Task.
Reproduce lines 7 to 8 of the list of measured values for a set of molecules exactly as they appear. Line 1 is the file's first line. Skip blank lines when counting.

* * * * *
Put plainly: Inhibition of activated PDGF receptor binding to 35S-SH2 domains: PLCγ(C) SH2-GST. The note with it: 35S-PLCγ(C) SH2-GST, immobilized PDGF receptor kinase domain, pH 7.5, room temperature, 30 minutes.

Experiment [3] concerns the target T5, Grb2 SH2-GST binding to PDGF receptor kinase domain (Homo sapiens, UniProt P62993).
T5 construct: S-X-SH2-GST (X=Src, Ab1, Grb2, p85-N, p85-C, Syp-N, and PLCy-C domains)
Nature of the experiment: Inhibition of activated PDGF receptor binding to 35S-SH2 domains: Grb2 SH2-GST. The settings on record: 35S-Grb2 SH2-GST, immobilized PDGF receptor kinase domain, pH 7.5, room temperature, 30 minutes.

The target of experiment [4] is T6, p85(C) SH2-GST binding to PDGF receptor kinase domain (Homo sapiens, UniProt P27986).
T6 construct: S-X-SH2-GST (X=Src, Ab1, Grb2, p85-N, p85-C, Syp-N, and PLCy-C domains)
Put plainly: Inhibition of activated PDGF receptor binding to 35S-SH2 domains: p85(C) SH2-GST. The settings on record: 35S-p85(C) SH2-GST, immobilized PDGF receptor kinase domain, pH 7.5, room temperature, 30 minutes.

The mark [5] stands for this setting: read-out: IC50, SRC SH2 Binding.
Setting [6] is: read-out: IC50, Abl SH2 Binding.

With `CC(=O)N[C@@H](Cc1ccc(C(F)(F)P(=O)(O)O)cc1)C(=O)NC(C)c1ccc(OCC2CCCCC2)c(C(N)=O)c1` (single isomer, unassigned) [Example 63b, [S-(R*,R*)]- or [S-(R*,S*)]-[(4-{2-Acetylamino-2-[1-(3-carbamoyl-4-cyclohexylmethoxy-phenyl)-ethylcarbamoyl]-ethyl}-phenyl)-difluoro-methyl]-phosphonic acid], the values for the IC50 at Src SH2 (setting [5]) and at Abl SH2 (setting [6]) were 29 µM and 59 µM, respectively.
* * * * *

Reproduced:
Put plainly: Inhibition of activated PDGF receptor binding to 35S-SH2 domains: p85(C) SH2-GST. The settings on record: 35S-p85(C) SH2-GST, immobilized PDGF receptor kinase domain, pH 7.5, room temperature, 30 minutes.

The mark [5] stands for this setting: read-out: IC50, SRC SH2 Binding.